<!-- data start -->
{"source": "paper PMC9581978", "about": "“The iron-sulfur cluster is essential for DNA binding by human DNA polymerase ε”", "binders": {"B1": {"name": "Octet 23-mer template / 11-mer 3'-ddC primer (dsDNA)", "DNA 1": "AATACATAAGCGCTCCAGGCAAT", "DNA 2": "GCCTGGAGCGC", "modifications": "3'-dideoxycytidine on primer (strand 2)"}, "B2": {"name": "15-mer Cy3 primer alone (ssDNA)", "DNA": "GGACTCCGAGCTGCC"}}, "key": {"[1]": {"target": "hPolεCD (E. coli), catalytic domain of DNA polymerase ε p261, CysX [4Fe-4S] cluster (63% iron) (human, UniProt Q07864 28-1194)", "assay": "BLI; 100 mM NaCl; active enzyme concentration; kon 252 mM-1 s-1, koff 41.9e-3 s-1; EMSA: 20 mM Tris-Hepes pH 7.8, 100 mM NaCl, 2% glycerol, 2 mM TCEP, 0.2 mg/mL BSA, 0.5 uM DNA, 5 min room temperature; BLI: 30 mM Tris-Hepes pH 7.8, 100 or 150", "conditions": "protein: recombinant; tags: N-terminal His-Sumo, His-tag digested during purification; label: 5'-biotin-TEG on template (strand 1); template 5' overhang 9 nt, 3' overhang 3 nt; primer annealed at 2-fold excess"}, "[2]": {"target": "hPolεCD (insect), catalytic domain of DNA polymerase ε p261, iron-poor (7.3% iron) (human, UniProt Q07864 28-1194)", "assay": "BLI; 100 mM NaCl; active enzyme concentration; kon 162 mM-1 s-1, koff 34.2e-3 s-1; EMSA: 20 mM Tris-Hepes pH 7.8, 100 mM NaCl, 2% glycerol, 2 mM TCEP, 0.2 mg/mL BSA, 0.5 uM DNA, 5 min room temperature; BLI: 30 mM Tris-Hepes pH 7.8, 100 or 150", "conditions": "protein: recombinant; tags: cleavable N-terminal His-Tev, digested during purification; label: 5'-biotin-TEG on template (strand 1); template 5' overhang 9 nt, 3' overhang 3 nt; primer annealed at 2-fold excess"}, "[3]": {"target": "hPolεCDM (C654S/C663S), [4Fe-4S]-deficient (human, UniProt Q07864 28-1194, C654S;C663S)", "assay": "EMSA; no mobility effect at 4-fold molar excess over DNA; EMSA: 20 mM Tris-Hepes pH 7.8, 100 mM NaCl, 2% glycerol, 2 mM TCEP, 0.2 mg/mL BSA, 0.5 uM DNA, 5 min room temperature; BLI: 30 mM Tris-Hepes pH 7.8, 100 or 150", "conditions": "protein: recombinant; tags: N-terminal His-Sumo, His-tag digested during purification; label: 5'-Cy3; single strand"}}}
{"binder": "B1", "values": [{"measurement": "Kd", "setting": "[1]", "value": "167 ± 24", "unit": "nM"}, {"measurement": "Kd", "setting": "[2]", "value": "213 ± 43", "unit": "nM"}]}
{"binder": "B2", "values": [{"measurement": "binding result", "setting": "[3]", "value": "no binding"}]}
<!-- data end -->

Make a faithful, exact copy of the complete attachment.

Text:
{"source": "paper PMC9581978", "about": "“The iron-sulfur cluster is essential for DNA binding by human DNA polymerase ε”", "binders": {"B1": {"name": "Octet 23-mer template / 11-mer 3'-ddC primer (dsDNA)", "DNA 1": "AATACATAAGCGCTCCAGGCAAT", "DNA 2": "GCCTGGAGCGC", "modifications": "3'-dideoxycytidine on primer (strand 2)"}, "B2": {"name": "15-mer Cy3 primer alone (ssDNA)", "DNA": "GGACTCCGAGCTGCC"}}, "key": {"[1]": {"target": "hPolεCD (E. coli), catalytic domain of DNA polymerase ε p261, CysX [4Fe-4S] cluster (63% iron) (human, UniProt Q07864 28-1194)", "assay": "BLI; 100 mM NaCl; active enzyme concentration; kon 252 mM-1 s-1, koff 41.9e-3 s-1; EMSA: 20 mM Tris-Hepes pH 7.8, 100 mM NaCl, 2% glycerol, 2 mM TCEP, 0.2 mg/mL BSA, 0.5 uM DNA, 5 min room temperature; BLI: 30 mM Tris-Hepes pH 7.8, 100 or 150", "conditions": "protein: recombinant; tags: N-terminal His-Sumo, His-tag digested during purification; label: 5'-biotin-TEG on template (strand 1); template 5' overhang 9 nt, 3' overhang 3 nt; primer annealed at 2-fold excess"}, "[2]": {"target": "hPolεCD (insect), catalytic domain of DNA polymerase ε p261, iron-poor (7.3% iron) (human, UniProt Q07864 28-1194)", "assay": "BLI; 100 mM NaCl; active enzyme concentration; kon 162 mM-1 s-1, koff 34.2e-3 s-1; EMSA: 20 mM Tris-Hepes pH 7.8, 100 mM NaCl, 2% glycerol, 2 mM TCEP, 0.2 mg/mL BSA, 0.5 uM DNA, 5 min room temperature; BLI: 30 mM Tris-Hepes pH 7.8, 100 or 150", "conditions": "protein: recombinant; tags: cleavable N-terminal His-Tev, digested during purification; label: 5'-biotin-TEG on template (strand 1); template 5' overhang 9 nt, 3' overhang 3 nt; primer annealed at 2-fold excess"}, "[3]": {"target": "hPolεCDM (C654S/C663S), [4Fe-4S]-deficient (human, UniProt Q07864 28-1194, C654S;C663S)", "assay": "EMSA; no mobility effect at 4-fold molar excess over DNA; EMSA: 20 mM Tris-Hepes pH 7.8, 100 mM NaCl, 2% glycerol, 2 mM TCEP, 0.2 mg/mL BSA, 0.5 uM DNA, 5 min room temperature; BLI: 30 mM Tris-Hepes pH 7.8, 100 or 150", "conditions": "protein: recombinant; tags: N-terminal His-Sumo, His-tag digested during purification; label: 5'-Cy3; single strand"}}}
{"binder": "B1", "values": [{"measurement": "Kd", "setting": "[1]", "value": "167 ± 24", "unit": "nM"}, {"measurement": "Kd", "setting": "[2]", "value": "213 ± 43", "unit": "nM"}]}
{"binder": "B2", "values": [{"measurement": "binding result", "setting": "[3]", "value": "no binding"}]}